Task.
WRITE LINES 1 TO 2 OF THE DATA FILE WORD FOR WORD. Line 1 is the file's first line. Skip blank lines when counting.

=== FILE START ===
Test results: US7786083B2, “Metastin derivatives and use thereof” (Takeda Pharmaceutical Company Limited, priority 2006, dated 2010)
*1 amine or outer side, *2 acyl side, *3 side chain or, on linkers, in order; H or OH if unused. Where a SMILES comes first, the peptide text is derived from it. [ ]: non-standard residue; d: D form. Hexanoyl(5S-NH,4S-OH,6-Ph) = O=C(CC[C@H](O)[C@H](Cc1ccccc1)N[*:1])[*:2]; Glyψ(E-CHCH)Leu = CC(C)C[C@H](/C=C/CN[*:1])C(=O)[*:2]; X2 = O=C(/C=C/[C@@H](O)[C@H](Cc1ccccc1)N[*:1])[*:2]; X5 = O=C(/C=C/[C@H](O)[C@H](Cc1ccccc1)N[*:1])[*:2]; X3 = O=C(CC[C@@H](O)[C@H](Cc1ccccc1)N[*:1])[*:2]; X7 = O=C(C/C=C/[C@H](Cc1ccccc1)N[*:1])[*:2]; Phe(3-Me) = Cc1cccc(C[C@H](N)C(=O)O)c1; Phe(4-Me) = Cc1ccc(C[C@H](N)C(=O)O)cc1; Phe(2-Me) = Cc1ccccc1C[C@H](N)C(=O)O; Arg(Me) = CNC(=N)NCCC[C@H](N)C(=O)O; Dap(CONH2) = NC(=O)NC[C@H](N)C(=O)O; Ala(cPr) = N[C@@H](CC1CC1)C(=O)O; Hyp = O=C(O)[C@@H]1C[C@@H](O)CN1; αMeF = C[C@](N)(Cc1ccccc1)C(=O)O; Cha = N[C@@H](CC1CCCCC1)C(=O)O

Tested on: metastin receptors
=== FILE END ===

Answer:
Test results: US7786083B2, “Metastin derivatives and use thereof” (Takeda Pharmaceutical Company Limited, priority 2006, dated 2010)
*1 amine or outer side, *2 acyl side, *3 side chain or, on linkers, in order; H or OH if unused. Where a SMILES comes first, the peptide text is derived from it. [ ]: non-standard residue; d: D form. Hexanoyl(5S-NH,4S-OH,6-Ph) = O=C(CC[C@H](O)[C@H](Cc1ccccc1)N[*:1])[*:2]; Glyψ(E-CHCH)Leu = CC(C)C[C@H](/C=C/CN[*:1])C(=O)[*:2]; X2 = O=C(/C=C/[C@@H](O)[C@H](Cc1ccccc1)N[*:1])[*:2]; X5 = O=C(/C=C/[C@H](O)[C@H](Cc1ccccc1)N[*:1])[*:2]; X3 = O=C(CC[C@@H](O)[C@H](Cc1ccccc1)N[*:1])[*:2]; X7 = O=C(C/C=C/[C@H](Cc1ccccc1)N[*:1])[*:2]; Phe(3-Me) = Cc1cccc(C[C@H](N)C(=O)O)c1; Phe(4-Me) = Cc1ccc(C[C@H](N)C(=O)O)cc1; Phe(2-Me) = Cc1ccccc1C[C@H](N)C(=O)O; Arg(Me) = CNC(=N)NCCC[C@H](N)C(=O)O; Dap(CONH2) = NC(=O)NC[C@H](N)C(=O)O; Ala(cPr) = N[C@@H](CC1CC1)C(=O)O; Hyp = O=C(O)[C@@H]1C[C@@H](O)CN1; αMeF = C[C@](N)(Cc1ccccc1)C(=O)O; Cha = N[C@@H](CC1CCCCC1)C(=O)O